Category Archives: Uncategorized

Class politics needed to build the Occupy movement

The new Occupy Everywhere global movement is a magnificent example of the creativity and energy of the movement against capitalism. The slogan ‘We are the 99%’ captures the inclusive spirit of a movement that is drawing to itself all those who want to see a better world.

The success of this movement lies in its ability to ‘join the dots’ of struggle. Everyone feels their issue is addressed and has a space to be heard. We need to continue to attract people into the movement.

The unions and the movement

A crucial debate surrounds how to relate to the trade unions and whether union banners and flags should be excluded from protests.

The anger at the passivity and collaboration of the trade union leaders in implementing the EU-IMF deal is understandable but refusing to make links with trade unionists is a mistake. You have to distinguish between the trade union leaders – full time officials, and ordinary union members.

Many trade unionists are as angry and frustrated at the union leadership as the Occupy protestors. Banning union banners simply plays into the hands of the trade union leaders. They are happy to keep the union movement passive.

The way to force unions to act is to appeal to their membership to join the occupy protests. The union bureaucracy will hate nothing more than to see branch union banners on the protests.

We need the power of organised labour to defeat the government. The general strikes in Greece this month shows the power of organised workers. By withdrawing their labour workers can bring capitalism to its knees.

Many young protestors have never seen a large strike by workers, never mind a general strike. It is no surprise then that they do not automatically look to the power of workers organised in trade unions. It is up to other activists, and leftwing political parties, to bring the experience of previous class struggles and point to examples like the strikes in Greece to show where our power lies.

In the US the occupiers have made vibrant links with the trade union movement. Trade unions played a crucial role in stopping an effort to evict OWS. Unions called on workers to stop by Liberty Plaza on the way into work to show their support. Thousands answered the call, leaving the cops and city authorities powerless to remove the occupiers. Bloomberg had to lamely announce that “cleaning” the square would be “postponed”.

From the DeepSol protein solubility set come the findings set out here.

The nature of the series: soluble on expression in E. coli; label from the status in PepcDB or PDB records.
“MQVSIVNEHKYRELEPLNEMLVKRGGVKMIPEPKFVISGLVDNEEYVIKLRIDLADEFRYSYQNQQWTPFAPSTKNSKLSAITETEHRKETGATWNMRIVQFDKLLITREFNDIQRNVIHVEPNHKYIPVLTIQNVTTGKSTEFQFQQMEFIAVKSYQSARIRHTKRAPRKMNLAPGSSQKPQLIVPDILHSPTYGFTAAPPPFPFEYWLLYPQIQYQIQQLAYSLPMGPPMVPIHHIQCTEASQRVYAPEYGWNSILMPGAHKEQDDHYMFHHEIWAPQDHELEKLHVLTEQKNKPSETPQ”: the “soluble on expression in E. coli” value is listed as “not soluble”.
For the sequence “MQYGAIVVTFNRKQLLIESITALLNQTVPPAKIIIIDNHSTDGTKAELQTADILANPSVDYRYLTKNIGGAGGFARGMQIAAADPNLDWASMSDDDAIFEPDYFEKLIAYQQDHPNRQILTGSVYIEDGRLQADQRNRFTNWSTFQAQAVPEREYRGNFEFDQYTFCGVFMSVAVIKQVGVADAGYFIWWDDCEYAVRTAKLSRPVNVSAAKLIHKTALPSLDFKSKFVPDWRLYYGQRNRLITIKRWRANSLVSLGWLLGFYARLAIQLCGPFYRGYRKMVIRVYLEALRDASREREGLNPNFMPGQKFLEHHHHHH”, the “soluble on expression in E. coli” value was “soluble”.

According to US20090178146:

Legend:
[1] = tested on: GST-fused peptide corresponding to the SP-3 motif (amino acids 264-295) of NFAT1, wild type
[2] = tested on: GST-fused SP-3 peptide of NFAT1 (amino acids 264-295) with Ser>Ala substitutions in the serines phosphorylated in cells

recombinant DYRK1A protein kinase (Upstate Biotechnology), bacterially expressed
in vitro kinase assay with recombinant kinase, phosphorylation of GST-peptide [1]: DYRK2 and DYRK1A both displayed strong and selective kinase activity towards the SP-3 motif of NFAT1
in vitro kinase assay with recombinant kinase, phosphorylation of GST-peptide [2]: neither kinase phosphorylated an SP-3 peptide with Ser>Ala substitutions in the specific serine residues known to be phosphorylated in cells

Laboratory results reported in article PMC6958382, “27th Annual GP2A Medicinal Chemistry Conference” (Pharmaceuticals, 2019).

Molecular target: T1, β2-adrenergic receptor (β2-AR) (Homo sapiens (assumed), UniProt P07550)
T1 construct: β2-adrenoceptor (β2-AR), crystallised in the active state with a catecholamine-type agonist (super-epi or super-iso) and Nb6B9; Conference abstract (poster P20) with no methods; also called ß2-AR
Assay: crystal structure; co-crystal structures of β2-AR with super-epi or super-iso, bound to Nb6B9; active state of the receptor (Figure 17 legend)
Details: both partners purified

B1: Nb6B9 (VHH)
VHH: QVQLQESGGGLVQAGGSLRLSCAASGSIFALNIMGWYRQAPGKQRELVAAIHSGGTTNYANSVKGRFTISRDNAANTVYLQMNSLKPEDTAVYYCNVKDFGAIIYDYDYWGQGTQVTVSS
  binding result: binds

Noam Chomsky speaking at a Rebellious Media Conference held in London commented on the occupiers’ tactics. One source of inspiration were the US sit-down strikes of the 1930s, Chomsky said, “Take the sit-down strikes, they had a huge effect. They terrified owners and management, and there’s a very good reason for that. A sit-down strike is just one step before taking over the factory, kicking out the bosses and the managers and saying, ‘We’ll run it ourselves’.”

Chomsky said of the Arab Spring “The main successes are Tunisia and Egypt, where there have been major labour struggles for years which have finally broken through. It’s when the labour movement began to seriously participate that the gains of these movements really became noticeable. That ought to be known if the occupy movements, spectacular as they are, are going to have real success.”

Class politics brings clarity not division

Some fear attempts to co-opt the movement by political parties – like the Democrats in the US, who are trying to co-opt the Occupy movement like they did the anti-war movement. Others argue that raising politics at all divides the movement into ‘left’ and ‘right’ and that we should simply talk about a ‘peoples movement’.

Calling for ‘No politics’ is understandable in a country where all political parties implement the same EU-IMF policies no matter what they promise before they get elected. FG-Labour is the same as FF-Greens and Sinn Fein are implementing the same austerity policies in the North.

But ‘No politics’ glosses over the political differences that already exist in the movement – whether they are articulated openly or not. ‘Right’ and ‘Left’ simply means those who are for or against capitalism. The more ‘left’ you are the more anti-capitalist.

The 1% who own the wealth also own the main media outlets. They use this influence to shape the political debates in the country. This influence also extends into the protest movement.

This influence can be seen in the debates over whether to protest and use civil dis-obedience or simply wait for the next election, whether to support strikes by workers or whether to exclude the unions.

Banning leftwing political literature makes it easier for the capitalist press to win more influence. We need to counter their arguments and attempts to divide the movement. That means having our own media and having the freedom to debate all opinions about how to build the movement.

In a country with a history of banning political dissent – like the use of section 31 to silence republicans – the movement should be defending alternative media and politics not trying to repress them. We need more creativity, more ideas, more debate… not less.

To get rid of this horrible system once and for all we need a movement of ‘people power’ linking with workers’ power. We need to bring the occupy movement from the squares into the neighbourhoods and from there into every school, college and workplace.

Workers Strikes in King Abdulla Financial Centre in Riyadh